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Putting down roots 

How Madrid is planning for better, greener meetings. 

Whatever shape international association meetings take when the coronavirus pandemic finally abates, Madrid looks set to be in a better position than most to host them. James Lancaster reports...

The Spanish capital is already greener than its nearest rivals.  

It has more trees per capita than any other European city - around 800,000 - and those arriving by plane will see great stretches of woodland on the city’s outskirts. The metropolis is planting an Urban Forest – a 75km green ring circling the city to help absorb C02 and restore ecosystems.   

Meanwhile Madrid’s forward-thinking convention bureau has been plotting a course for better, more impactful conferences that do as little damage to the environment as possible.  

The bureau has developed tools and recruited new team members to help associations plan sustainable meetings in the city and partner with appropriate charitable organisations. 

Much of this was highlighted when Madrid hosted The BestCities Global Forum – a meeting of convention bureaux and association executives, which was held in December last year. 

The meeting’s focus was legacy. 

It’s a word you hear a lot in the meetings industry and describes how meetings and events can have an enduring, transformational impact on host cities and wider society. 

It’s something Madrid Convention Bureau (MCB) takes seriously.  

In 2019 the bureau hired a ‘congress legacy manager’, Jorge Treceño Pachón, tasked with ensuring flagship meetings held in Madrid benefit the citizenry and wider community in some way. 

His first major project – the ESTRO Congress, which took place in August last year - was the subject of an inspirational case study, which showed Forum delegates just how far legacy can stretch. 

Through a joint legacy project with MCB, the European Society for Radiotherapy and Oncology helped persuade the Spanish government to invest €700m in a rollout of life-saving radiotherapy machines, which were in short supply not only in Madrid, but across the whole of Spain. 

Part of the legacy project involved building a website, in association with the Spanish Society for Radiation Oncology, aimed at removing the fear of the unknown from this type of treatment.  

MCB funded the project, which included inspirational 'success' stories from celebrities, who had recovered from cancer after having radiation treatment. 

David Noack Pérez, director MCB, explained: "The aim was to raise awareness, let people who have had treatment and are now without cancer share their stories, so people are more willing to have the treatment themselves."  

"There is one rule we can all use when it comes to legacy, and that is to articulate your vision, not your mission. That is where everyone should start. And realising that it's about pushing beyond your membership to wider society." 

Alessandro Cortese, ESTRO

Significantly, ESTRO included legacy in its RFP (request for proposals) when asking destinations to bid for the event - weighting it at 60 per cent, with the balance (40 per cent) based on logistical requirements. 

Alessandro Cortese, ESTRO executive director, admitted not all associations would have such a clearcut legacy objective, but added: "There is one rule we can all use when it comes to legacy, and that is to articulate your vision, not your mission. That is where everyone should start. And realising that it's about pushing beyond your membership to wider society."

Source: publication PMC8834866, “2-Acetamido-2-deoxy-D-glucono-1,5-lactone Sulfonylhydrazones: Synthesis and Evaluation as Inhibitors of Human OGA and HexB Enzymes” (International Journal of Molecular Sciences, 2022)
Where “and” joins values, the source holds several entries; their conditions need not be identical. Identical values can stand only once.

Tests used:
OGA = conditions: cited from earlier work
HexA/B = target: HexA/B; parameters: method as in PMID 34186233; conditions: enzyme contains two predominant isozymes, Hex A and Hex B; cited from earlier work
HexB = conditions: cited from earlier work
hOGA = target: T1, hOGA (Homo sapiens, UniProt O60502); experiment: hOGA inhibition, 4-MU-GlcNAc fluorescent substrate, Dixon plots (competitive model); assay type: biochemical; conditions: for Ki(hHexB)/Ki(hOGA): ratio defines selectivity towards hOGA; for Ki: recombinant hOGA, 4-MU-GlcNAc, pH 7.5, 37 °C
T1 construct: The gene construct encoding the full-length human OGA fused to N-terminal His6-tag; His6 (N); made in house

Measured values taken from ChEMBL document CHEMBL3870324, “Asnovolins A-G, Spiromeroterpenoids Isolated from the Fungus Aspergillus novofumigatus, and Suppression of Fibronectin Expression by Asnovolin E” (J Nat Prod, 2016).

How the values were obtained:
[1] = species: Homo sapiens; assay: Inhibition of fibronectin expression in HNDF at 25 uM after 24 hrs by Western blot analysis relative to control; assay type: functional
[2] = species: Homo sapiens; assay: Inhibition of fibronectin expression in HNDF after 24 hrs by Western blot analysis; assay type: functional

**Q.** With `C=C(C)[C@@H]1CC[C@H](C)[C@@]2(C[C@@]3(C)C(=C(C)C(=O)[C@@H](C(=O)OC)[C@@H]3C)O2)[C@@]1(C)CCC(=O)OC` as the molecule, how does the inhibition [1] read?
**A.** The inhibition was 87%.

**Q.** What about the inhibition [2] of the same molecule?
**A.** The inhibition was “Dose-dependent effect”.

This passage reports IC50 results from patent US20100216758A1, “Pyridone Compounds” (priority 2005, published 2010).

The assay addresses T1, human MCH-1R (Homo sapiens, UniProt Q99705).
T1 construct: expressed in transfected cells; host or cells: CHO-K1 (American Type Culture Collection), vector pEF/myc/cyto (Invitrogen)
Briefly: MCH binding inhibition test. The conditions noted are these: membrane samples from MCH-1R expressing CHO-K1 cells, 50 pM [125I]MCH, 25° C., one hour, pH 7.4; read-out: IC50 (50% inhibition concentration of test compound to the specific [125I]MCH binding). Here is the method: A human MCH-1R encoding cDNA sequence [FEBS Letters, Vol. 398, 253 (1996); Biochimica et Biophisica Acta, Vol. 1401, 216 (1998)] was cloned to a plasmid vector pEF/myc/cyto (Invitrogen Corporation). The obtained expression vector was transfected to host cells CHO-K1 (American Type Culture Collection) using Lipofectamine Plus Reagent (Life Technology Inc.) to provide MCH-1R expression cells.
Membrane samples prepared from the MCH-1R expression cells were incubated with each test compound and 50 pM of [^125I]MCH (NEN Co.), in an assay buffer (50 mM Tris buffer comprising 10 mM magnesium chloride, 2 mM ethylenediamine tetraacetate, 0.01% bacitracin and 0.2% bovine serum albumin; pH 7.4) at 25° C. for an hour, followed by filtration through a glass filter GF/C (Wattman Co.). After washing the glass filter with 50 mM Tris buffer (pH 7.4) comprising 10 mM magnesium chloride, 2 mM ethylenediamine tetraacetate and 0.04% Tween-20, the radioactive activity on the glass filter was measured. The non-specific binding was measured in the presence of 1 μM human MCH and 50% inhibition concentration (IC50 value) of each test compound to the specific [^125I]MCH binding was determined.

Delegates to the forum were also introduced to Madrid Plus – a tool for organisers developed by MCB, which helps them calculate – and then minimise – the carbon footprint of the events they hope to organise in the city. Several years in the making, the platform helps associations organising events in the city to incorporate sustainability into the design process from concept to fruition. 

The new PLUS platform is available to all event planners and allows the generation of specific sustainability reports for each meeting. The reports contain recommendations to minimise the environmental and social impact of each event and it can calculate the CO2 emissions produced. 

Furthermore, it offers organisers an impressive database of potential legacy partners – charities etc, – aligned to their organisation’s mission. It is an impressive platform, which neatly joins the dots between social and environmental sustainability and the broader concept of legacy. 

The Forum gave Madrid a chance to lead by example.  Single-use plastics were banned, surplus food and drink was managed to avoid waste, information was offered in digital rather than paper format and items given to delegates were all reusable - for example, the accreditation was made of seed paper that can be planted.  

The programme also paid heed to diversity and inclusion – with delegates taking part in a blind breakfast at Ilunion Suite, a hotel that specialises in accessibility for people with disabilities. There was also a visit to the Red Cross, to learn about the role it can play as a local partner and the projects it is carrying out in Madrid.  

While Spain didn’t escape the devastating effects of the coronavirus pandemic, Madrid is committed to building back a safer, more resilient meetings and events industry, including Safe Tourism Certification for venues, which indicate the covid-safe protocols they have in place.  

Madrid hosts around 200 international association congresses every year. Major sectors drawn to the city include Aerospace, biotechnology, pharma, and information technology.  

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